Technically yes. Of course the newer bigger better tv you will get the bigger better graphics but you can also buy a huge turd and waste your money so do your research and for many people a very nice 32" flat screen tv with a closer chair setup will actually be way better to play on than a 50" that you sit on the couch across the room.. Just do your research before spending money on a huge tv especially since some die after 5 years...
for my tv viewing I have a small flat screen, I also use it for my PS 3, I got it a few years ago new for $99. For most of my media I have an old big tv that I watch movies and play ps2 on.
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This question is one that would be answered differently for just about every person. If your using a PS4 the it matters in the sense that your TV at least needs an HDMI port and idealy ethier be 720p or 1080p beyond that size/features would be dependent on your sistuations and likes/needs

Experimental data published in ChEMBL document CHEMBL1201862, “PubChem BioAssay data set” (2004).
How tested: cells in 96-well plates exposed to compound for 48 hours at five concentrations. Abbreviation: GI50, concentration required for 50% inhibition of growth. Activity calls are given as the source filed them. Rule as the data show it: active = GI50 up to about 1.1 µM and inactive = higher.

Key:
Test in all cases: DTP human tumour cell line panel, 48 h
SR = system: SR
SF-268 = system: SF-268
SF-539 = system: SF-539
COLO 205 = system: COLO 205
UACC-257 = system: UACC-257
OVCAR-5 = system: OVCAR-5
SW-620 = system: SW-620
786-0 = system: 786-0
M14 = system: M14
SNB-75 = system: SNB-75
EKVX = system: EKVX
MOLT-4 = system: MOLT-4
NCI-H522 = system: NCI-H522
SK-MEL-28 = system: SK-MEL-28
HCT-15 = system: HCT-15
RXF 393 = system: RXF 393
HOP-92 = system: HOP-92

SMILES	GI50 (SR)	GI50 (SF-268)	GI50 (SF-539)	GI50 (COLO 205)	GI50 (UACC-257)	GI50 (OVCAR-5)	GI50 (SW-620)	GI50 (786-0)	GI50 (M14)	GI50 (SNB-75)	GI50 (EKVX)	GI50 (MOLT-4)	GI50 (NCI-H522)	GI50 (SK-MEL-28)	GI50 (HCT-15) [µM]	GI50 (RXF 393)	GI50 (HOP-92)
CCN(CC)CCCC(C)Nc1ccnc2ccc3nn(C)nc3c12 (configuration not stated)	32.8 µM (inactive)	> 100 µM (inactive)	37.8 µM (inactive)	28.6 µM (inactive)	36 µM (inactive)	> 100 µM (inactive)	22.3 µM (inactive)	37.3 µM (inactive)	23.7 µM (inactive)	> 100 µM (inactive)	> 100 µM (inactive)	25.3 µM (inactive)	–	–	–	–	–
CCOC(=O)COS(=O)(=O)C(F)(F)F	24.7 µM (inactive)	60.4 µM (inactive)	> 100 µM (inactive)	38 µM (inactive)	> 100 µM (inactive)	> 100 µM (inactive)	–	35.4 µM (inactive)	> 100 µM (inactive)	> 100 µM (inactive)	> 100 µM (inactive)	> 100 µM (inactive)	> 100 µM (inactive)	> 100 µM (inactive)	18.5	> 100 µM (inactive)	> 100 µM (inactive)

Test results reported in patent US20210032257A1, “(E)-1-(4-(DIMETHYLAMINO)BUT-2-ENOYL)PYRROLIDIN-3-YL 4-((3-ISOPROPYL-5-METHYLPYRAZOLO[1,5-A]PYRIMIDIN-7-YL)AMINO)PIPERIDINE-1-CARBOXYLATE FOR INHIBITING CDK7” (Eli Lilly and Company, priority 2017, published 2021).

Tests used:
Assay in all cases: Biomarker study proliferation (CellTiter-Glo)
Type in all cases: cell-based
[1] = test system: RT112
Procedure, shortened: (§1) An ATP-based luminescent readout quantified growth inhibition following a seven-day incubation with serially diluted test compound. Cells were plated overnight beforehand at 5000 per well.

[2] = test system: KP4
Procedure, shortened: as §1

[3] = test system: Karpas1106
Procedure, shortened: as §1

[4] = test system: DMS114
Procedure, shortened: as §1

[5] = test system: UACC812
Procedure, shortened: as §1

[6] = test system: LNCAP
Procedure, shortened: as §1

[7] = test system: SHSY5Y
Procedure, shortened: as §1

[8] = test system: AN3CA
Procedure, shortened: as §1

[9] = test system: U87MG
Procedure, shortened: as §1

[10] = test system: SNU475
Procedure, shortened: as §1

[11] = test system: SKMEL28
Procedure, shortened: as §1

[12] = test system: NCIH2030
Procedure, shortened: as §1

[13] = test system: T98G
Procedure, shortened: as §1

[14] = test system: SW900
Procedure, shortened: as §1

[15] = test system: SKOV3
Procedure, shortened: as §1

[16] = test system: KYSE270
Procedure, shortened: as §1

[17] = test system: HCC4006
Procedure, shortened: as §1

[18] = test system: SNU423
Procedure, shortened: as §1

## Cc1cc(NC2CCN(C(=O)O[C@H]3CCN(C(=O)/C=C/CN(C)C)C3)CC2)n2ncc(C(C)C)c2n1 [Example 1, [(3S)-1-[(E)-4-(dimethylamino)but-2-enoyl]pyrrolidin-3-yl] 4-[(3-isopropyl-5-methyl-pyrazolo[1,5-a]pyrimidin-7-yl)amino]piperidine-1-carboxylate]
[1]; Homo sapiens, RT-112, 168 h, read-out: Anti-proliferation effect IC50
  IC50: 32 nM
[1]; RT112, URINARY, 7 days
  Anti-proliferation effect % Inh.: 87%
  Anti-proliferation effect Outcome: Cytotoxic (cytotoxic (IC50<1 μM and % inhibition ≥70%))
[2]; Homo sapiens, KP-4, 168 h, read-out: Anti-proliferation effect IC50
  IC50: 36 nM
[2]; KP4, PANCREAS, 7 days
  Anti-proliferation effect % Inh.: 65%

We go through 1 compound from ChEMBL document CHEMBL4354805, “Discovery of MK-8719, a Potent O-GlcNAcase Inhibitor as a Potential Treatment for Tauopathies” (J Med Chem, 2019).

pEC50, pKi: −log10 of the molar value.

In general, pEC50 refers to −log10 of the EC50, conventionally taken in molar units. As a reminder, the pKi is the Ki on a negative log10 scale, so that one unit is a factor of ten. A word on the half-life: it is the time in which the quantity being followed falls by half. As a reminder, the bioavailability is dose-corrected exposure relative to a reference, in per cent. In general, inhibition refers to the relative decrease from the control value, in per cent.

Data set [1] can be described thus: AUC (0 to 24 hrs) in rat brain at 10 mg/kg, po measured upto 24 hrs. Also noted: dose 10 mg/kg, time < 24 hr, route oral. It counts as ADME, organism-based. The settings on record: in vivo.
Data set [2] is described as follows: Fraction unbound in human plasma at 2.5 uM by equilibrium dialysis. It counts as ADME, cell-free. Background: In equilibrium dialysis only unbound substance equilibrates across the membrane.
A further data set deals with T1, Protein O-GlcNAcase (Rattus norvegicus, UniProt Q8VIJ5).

Adjusting the colour is a must as well, with some customisation the image you see or present to others becomes spectacular.
Diplays should provide FXAA and blur filters, but they don't. Perhaps there is software to make a laptop perform that in between your console and the screen.
A display does not create game information of course, but it is the last link along with sound, and while he last link doesn't need to be as strong as the first in carrying weight, it still needs to be hard to withstand wear.